By Ilana Bernstein

At The Clarice, operas take about twice as long to design compared to musicals. For operas, The Clarice takes about a year to design the show. For musicals, it takes about a semester. Why is this? What is so different about the two?

“Certainly scale is a big part of it,” said Robert Siler, the lighting designer for the Maryland Opera Studio’s upcoming spring opera at The Clarice. “Sometimes it’s as simple as like, [with] a straight play, there’s not as much going on that is as intricate to design and deal with as a three-hour-long opera.”

The School of Music’s Maryland Opera Studio is presenting “The Orpheus Adventure: Gluck: Orfeo ed Euridice, Offenbach: Orphée aux enfers,” which contains two different versions of the Orpheus myth.  One is a dark and heavy version, while the other is satirical.

“Everything about [opera] functions slightly differently,” said Heather Jackson, costume designer for “The Orpheus Adventure.” “From the stage rules to the performers that kind of work in their zone for the most part. So I think it’s just an interesting machine to get into and understand how it works. Especially [at The Clarice], you are really getting the opportunity to learn a slightly different process which is really interesting.”

The Metropolitan Opera plans about two years in advance, according to Siler. In an article titled “Making Opera of Art and Vice Versa,” author Michael Cooper highlights artist William Kentridge, who worked on the production of Alban Berg’s “Lulu” for the Metropolitan Opera.

“Two years might seem like a long time to work on a new opera production,” Cooper wrote. “But when it is by Mr. Kentridge, who is following in the footsteps of major visual artists like Picasso, Chagall and David Hockney in making the leap from gallery to stage, a long lead time is essential. [Kentridge’s] opera productions, like many of his museum pieces, are known for the painstakingly drawn animated films he creates.”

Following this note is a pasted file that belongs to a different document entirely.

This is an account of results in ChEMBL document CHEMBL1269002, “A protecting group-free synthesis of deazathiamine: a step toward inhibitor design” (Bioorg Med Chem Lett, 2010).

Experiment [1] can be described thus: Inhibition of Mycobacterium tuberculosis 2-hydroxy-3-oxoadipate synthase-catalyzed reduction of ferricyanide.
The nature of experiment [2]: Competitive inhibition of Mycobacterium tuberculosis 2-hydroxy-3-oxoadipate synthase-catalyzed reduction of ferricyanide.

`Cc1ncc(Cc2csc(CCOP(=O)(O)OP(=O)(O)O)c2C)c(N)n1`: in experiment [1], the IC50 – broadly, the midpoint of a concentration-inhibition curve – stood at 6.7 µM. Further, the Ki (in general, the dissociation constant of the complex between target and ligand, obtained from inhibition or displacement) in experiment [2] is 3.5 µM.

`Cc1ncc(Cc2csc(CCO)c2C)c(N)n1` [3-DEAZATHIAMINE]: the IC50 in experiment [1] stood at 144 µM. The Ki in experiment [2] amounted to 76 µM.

Siler and Jackson explained that in their experiences, regional theater actively works on a show between a maximum of six to eight months and minimum of three to four months. That is quite a contrast to the timeframe for a production at the Metropolitan Opera.

“Because everything about opera is bigger for the most part, unless if you are working on an operetta or in a small space like a chamber opera, the patterns are bolder, the colors are bigger, across the board you are getting to do bigger gestures of work,” Jackson said.

In opera, the main event is the music, according to Siler. Lighting plays the very important role in helping to shape the production.

“A lot of [lighting] is there to heighten the emotions of the piece,” Siler said.

Siler explained that the coherence of the music and the mood of the lighting are vital to the success of the production.

“If the music is telling you one thing about the world — if it’s bubbly, if it’s flowing melodies — then you want your design to reflect that, you don’t want it to be something harsh or jagged,” Siler said.

For Jackson, she starts with the concept and the research. She works on developing the ideas, designing and figuring out the big picture. For the spring opera at The Clarice, she asks the question “how do we create a visual vocabulary?”

“You want to be sure that you are creating a world where the visual vocabulary [and] the rules make sense,” Jackson said. “That you’re bringing together two or three different concepts into one vision.”

Designers have been busy at work at The Clarice in order to make sure the  spring opera, one of the big events at the University of Maryland’s School of Music, is ready to go. The Maryland Opera Studio’s performance and all of its design will run through April 15.

Featured Photo Credit: Feature photo credit courtesy of Veronique Mergaux on Flickr.

Ilana Bernstein is a junior journalism and theatre double major and can be reached at

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